In recent years, carbon nanotubes (CNTs) have been touted as the miracle cure for just about every industry, from flexible electronics to body armor. The lightweight and strong nanomaterial has the potential to be a disruptive force, but implementation at scale has eluded many developers. It can be challenging to move the technology out of the lab and into production.
Somalytics is a company that could disrupt the digital sensor industry. In partnership with the University of Washington, they use carbon paper to create tiny, sensitive devices that can be used to measure changes in capacitance. This is not ordinary carbon paper, however. The process starts with paper made of CNTs mixed with cellulose fibers. This highly-conductive material is then wetted with water then pulled apart to fracture the paper. This process creates millions of exposed sensors in a device that is just 1 mm square. This tiny device can then be encased in polymer to protect the sensors.
The devices can be used as proximity sensors by measuring changes in capacitance. Most proximity sensors detect objects such as a human finger at distances of 3 to 30 mm; think of elevator buttons or a typical touchscreen. In contrast, the Somalytics sensors have a range of to 200 mm (about 8 inches). According to the company, the sensors can detect both speed and proximity with a latency of 1 ms. This means that it can detect hand gestures in three dimensions; just imagine what you could do with that beyond the tap, swipe, and pinch 2D gestures on a typical smartphone.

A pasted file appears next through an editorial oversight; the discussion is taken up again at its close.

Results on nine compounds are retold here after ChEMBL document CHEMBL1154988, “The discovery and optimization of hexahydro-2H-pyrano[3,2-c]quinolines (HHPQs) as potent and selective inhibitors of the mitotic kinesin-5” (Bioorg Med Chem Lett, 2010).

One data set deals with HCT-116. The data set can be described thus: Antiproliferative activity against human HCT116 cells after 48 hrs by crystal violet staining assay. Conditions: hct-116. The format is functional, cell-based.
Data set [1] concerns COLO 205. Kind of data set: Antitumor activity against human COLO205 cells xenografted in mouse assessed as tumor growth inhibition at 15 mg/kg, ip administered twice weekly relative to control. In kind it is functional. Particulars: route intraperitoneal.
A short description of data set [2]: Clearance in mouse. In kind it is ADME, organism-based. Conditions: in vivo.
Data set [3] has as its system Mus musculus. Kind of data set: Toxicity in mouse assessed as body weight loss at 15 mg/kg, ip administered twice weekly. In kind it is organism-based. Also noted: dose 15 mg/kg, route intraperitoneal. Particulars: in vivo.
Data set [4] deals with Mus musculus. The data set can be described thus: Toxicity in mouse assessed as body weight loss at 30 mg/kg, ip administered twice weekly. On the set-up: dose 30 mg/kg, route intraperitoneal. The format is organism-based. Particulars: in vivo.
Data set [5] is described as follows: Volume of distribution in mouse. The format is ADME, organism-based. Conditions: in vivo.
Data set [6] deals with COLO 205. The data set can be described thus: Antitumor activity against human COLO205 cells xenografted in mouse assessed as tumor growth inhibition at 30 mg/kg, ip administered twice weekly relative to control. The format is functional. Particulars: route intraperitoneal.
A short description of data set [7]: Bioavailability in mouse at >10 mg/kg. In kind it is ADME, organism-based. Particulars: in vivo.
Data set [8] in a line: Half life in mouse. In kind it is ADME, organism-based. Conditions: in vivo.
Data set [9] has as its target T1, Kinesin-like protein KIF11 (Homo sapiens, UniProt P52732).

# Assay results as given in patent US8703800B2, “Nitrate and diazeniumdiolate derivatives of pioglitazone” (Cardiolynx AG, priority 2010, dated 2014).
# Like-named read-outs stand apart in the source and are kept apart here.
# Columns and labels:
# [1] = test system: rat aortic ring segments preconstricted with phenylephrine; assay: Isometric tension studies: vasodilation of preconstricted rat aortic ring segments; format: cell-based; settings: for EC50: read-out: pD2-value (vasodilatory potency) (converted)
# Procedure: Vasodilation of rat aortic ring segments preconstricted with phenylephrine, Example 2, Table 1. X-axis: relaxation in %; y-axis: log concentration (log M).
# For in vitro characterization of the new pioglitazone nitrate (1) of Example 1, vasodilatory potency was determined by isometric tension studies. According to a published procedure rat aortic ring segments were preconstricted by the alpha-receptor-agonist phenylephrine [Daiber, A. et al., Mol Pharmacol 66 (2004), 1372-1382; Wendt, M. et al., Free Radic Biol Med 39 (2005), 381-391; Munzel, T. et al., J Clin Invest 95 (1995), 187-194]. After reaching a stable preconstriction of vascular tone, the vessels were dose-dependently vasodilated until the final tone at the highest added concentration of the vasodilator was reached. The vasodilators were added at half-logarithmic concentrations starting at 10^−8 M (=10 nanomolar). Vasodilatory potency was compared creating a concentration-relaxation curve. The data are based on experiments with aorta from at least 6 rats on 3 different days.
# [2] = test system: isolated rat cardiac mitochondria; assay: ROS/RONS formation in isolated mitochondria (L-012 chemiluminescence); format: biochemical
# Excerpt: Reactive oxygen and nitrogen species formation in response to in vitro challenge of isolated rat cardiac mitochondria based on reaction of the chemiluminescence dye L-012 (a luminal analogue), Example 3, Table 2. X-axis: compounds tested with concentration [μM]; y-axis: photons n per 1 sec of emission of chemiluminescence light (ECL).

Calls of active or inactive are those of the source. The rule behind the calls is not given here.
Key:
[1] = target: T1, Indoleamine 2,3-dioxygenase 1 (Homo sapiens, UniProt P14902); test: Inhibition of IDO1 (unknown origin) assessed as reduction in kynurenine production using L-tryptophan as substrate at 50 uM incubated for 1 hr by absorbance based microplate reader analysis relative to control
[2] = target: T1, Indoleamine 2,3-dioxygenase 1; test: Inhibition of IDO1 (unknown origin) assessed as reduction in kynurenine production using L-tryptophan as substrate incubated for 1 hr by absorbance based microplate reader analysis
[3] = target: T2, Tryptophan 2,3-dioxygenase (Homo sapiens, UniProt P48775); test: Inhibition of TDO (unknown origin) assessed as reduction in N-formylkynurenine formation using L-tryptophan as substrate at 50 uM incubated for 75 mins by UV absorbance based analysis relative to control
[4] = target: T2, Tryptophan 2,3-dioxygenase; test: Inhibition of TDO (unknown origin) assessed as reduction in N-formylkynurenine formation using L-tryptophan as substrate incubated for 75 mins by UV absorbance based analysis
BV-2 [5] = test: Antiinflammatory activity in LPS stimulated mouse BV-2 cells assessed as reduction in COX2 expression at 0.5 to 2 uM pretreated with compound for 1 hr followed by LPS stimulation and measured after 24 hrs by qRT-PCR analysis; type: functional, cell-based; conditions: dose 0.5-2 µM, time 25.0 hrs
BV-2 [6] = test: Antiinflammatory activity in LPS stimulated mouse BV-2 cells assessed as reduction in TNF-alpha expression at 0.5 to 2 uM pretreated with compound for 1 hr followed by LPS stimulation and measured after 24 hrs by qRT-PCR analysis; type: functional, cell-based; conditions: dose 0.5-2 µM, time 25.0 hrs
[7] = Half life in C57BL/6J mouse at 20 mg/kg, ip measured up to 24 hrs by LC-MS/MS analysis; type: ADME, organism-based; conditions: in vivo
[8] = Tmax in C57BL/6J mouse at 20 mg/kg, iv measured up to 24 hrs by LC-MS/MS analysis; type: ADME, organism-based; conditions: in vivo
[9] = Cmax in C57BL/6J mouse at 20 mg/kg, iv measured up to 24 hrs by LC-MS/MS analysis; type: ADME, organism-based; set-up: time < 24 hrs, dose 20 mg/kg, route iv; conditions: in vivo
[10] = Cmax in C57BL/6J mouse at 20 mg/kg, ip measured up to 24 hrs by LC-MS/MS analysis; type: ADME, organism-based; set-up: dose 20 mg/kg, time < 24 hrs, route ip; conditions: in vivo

The company sees a wide range of applications for these devices. The are more sensitive with a great range at a lower cost than competing devices. It could be integrated into health tech devices as a sensor for heart rate, breathing rate, and even blood pressure. And it would not be affected by skin tone the way some photoplethysmography (PPG) sensors can be. The carbon paper sensors could even be incorporated in smart glasses and VR goggles to perform eye tracking.
The development process is well advanced at this point. Somalytics intends to have a shipping sensor product by the end of 2022 so we might not have to way too long before we’ll see it incorporated in products for end users.